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Proceedings of the 3rd Meeting of the Association of Ground Stone Tools Research

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edited by Patrick Nørskov Pedersen, Anne Jörgensen-Lindahl, Mikkel Sørrensen and Tobias Richter. Paperback; 203x276mm; 274 pages. 149 2021. Available both in print and Open Access. Printed ISBN 9781789694789. Epublication ISBN 9781789694796.
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Ground Stone Tools and Past Foodways brings together a selection of papers presented at the 3rd meeting of the Association of Ground Stone Tools Research, which was held at the University of Copenhagen in 2019. Ground stone artefacts are one of the most enduring classes of material culture: first used by Palaeolithic gatherer-hunters, they are still used regularly by people in many parts of the world to grind, mash and pulverize plants, meat and minerals. As such, ground stone artefacts provide a well preserved record at the nexus of interaction between humans, plants and animals. The papers in this volume focus especially on the relationship between ground stone artefacts and foodways and include archaeological and ethnographic case studies ranging from the Palaeolithic to the current era, and geographically from Africa to Europe and Asia. They reflect the current state of the art in ground stone tool research and highlight the many ways in which foodways can be studied through holistic examinations of ground stone artefacts.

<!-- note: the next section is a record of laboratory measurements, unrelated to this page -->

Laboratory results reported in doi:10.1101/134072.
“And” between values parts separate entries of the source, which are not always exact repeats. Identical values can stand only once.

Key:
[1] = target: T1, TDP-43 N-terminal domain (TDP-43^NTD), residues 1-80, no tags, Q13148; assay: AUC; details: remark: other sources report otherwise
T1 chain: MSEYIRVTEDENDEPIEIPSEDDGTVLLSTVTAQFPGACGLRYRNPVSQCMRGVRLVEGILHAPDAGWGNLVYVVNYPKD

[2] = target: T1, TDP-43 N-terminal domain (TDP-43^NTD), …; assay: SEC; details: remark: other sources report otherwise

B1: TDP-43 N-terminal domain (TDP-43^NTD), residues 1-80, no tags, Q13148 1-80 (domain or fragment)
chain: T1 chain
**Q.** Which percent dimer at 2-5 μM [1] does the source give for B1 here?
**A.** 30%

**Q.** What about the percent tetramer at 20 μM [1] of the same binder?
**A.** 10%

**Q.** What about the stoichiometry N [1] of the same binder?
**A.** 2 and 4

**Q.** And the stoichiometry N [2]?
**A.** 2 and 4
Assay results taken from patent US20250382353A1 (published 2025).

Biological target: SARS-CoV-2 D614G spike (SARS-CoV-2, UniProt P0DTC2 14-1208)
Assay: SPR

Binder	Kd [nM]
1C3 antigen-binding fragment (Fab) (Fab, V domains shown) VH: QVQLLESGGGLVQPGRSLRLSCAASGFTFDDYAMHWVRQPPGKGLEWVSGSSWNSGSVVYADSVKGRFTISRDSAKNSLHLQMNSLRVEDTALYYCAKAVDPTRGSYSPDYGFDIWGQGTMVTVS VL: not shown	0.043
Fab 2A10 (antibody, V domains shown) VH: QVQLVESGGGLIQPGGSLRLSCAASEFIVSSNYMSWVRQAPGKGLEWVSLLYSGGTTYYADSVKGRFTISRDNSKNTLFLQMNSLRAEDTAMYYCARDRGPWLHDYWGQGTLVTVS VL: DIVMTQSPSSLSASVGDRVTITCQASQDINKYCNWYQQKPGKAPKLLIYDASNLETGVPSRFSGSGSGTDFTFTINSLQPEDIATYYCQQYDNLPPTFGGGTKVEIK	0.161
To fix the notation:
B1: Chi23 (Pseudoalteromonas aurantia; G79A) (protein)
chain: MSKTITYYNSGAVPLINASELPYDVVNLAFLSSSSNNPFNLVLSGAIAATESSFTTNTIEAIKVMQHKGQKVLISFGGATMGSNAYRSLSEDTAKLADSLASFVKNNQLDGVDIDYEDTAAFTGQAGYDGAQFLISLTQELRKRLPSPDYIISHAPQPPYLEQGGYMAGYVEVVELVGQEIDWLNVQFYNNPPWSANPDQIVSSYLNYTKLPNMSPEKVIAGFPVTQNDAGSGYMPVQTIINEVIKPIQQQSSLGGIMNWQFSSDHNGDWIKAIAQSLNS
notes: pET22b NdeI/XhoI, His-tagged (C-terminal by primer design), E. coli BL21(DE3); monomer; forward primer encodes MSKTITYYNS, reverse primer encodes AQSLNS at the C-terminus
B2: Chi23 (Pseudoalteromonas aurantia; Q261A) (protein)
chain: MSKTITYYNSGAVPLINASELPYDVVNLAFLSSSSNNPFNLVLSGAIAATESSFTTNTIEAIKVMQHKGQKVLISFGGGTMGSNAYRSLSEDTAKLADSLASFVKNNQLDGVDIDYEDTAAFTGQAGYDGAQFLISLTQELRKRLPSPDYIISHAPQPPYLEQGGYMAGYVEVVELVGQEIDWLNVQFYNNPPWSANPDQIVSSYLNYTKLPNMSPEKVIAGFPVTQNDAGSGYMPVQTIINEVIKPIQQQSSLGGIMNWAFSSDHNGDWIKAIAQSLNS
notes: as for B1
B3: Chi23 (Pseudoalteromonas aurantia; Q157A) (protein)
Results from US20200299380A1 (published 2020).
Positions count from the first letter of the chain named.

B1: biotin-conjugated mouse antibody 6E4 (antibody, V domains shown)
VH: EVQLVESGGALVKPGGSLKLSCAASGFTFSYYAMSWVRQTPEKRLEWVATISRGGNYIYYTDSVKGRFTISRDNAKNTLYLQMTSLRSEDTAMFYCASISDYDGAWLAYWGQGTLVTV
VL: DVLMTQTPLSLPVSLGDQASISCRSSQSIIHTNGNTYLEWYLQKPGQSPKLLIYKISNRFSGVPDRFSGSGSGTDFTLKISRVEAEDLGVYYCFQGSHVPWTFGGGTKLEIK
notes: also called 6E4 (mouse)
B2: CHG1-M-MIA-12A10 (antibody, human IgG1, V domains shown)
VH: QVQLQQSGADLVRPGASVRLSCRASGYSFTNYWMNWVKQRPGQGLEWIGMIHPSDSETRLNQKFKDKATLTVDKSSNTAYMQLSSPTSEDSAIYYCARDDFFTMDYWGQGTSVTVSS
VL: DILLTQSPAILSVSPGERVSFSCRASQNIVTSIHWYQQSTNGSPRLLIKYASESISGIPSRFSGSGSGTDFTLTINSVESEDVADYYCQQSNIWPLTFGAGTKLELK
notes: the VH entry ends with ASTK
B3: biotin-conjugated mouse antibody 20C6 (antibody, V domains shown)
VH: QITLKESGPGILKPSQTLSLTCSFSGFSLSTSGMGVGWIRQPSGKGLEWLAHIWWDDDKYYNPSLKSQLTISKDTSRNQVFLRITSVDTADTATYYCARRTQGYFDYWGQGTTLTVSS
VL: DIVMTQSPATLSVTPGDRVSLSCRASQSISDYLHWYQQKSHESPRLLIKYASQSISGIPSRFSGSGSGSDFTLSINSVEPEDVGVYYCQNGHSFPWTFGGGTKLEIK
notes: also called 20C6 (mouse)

About the Editors
Patrick Nørskov Pedersen is a PhD-student in Near Eastern Archaeology at the University of Copenhagen. His research specializes in ground stone tool technology, currently focusing on the ground stone assemblages from Shubayqa 1 and 6, two late Epipalaeolithic-early Neolithic sites in eastern Jordan. ;

Anne Jörgensen-Lindahl is a PhD student at the department of Cross-Cultural and Regional Studies, University of Copenhagen. Her PhD project researches the chipped stone assemblage from Natufian-PPNA Shubayqa 1 and 6 (Jordan) using micro-wear analysis to understand the role of the tools in terms of food procurement, processing and disposal during the early stages of the transition from hunting-gathering to agriculture in southwest Asia. ;

Mikkel Sørrensen is Associate Professor of prehistoric archaeology at the SAXO Institute, University of Copenhagen. His main areas of research are prehistoric hunter-gatherer societies of northern Europe and the eastern Arctic, climate change research in human science, lithic technology and the chaîne opératoire approach. ;

Tobias Richter is Associate Professor in Near Eastern Archaeology at the University of Copenhagen. His research focuses on the material culture, economy, social organisation and development of gatherer-hunter-cultivator-fishers during the late Pleistocene and early Holocene in southwest Asia.

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